FemTechNet Hopes to Revolutionize SA’s Higher Education Possibilities
Published: September 18, 2013
FemTechNet offers a possible solution, one that might not have anything to do with feminism, but at the same time has everything to do with it. Juhasz explained the DOCC concept in relation to the MOOC, “Instead of a top down model, where one teacher from an elite institution tries to maximize the number of students, we’re more interested in democratic model,” she said, adding that “Each [nodal] is different and neither has any more authority than the next.” Boyer and Varela emphatically insist that in their DOCC, “instructors are as much participants as the participants are facilitators.” Juhasz noted that “a feminist understanding of the work of teaching is that it’s collaborative, a democratic process. A lot of good teaching happens in that process and that practice.” She added, “It takes a long time.”
Compare this to the allure of the MOOC, in which one or two superstar professors lecture virtually to tens of thousands of students. While MOOCs have created a fever pitch of hype due to their free and easy accessibility, some claim that it’s actually moved pedagogy backward, once again equating education with giant, impersonal lecture courses and rigid performance metrics, and drop-out rates are almost as astronomical as enrollment numbers. Perhaps not coincidentally, to this day MOOCs are dominated by male professors teaching STEM-related courses. “It’s a lazy and an oppressive way to imagine how education actually works,” said Juhasz, bluntly. “A lot of teaching is knowing your own students,” she added, which is almost impossible for MOOC instructors with thousands of students tuning in from all corners of the globe.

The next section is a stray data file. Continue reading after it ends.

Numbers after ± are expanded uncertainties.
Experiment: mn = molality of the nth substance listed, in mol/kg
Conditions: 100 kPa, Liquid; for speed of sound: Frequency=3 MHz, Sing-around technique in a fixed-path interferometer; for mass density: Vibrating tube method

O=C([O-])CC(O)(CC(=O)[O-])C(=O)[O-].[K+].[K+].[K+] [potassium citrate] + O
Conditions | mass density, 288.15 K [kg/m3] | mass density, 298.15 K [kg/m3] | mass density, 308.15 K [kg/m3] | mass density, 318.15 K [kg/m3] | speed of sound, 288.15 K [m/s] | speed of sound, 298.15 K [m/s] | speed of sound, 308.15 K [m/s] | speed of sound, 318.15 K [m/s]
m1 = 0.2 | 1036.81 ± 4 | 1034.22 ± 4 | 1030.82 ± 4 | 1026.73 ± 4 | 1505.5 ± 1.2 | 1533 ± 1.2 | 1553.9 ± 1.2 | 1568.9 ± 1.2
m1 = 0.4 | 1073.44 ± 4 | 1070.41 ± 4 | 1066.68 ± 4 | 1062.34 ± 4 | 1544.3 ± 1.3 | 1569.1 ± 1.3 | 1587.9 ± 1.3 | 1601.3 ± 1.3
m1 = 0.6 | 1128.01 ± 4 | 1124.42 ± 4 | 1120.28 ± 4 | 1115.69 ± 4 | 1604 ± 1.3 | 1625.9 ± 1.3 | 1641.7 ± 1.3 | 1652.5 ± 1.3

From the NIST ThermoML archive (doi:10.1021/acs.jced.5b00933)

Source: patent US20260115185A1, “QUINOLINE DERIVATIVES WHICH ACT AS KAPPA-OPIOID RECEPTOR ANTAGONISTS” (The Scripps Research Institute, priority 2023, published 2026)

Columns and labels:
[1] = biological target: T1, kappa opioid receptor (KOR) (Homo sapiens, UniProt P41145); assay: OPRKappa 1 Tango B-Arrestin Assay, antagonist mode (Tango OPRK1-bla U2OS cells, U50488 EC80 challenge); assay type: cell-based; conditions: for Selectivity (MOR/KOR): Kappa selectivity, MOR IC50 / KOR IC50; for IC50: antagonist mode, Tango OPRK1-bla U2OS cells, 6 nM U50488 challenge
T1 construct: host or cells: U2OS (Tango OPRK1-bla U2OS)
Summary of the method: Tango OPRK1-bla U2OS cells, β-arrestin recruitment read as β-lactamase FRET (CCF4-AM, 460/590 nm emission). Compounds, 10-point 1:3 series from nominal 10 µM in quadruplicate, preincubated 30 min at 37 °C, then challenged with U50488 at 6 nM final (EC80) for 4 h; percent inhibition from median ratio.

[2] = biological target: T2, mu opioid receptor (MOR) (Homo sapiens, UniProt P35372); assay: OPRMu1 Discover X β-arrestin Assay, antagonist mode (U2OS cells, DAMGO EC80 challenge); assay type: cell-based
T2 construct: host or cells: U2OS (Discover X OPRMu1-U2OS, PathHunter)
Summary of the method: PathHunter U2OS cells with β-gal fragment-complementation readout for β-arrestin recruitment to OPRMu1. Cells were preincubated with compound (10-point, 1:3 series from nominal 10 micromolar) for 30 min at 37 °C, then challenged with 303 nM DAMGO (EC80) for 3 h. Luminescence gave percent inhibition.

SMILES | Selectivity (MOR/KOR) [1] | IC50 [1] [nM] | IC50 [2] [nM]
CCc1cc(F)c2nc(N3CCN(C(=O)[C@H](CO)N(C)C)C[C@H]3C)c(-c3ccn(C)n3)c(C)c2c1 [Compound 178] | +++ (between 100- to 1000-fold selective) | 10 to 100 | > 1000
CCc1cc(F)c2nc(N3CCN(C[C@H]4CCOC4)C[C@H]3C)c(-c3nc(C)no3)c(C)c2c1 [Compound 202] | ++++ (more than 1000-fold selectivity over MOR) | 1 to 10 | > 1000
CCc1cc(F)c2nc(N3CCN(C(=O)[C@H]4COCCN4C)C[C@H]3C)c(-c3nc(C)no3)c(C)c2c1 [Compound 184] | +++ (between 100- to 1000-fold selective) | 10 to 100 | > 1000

Yet these structures can offer incredible value to a motivated learner without physical or economic access to higher learning institutions. One needn’t be enrolled in or have taken prerequisite courses for the vast number of MOOCs available online. FemTechNet has seized on this accessibility component, augmenting it with the personalized and collaborative emphasis of feminist pedagogy, providing an exhilarating way to reach underserved, intellectually curious learners. No current nodal demonstrates this better than Boyer and Varela’s free FemTechNet Taller.
For one, while 2011 census numbers show that nearly 80 percent of San Antonio residents have graduated high school, only 32 percent had either two-year or four-year degrees. The number of San Antonians holding a bachelor’s degree was less than 25 percent in 2011. Also, according to a 2013 Pew Research Center study, Latino/as, which account for more than 60 percent of SA’s population, use the internet less than whites in any age group. This large Saytown population is smart and driven enough to stay in school, but unwilling or unable to pursue a traditional college degree plan, possibly even unable to access a computer and internet connection for a MOOC, but there’s no reason to assume that this demographic doesn’t want to continue learning for learning’s sake.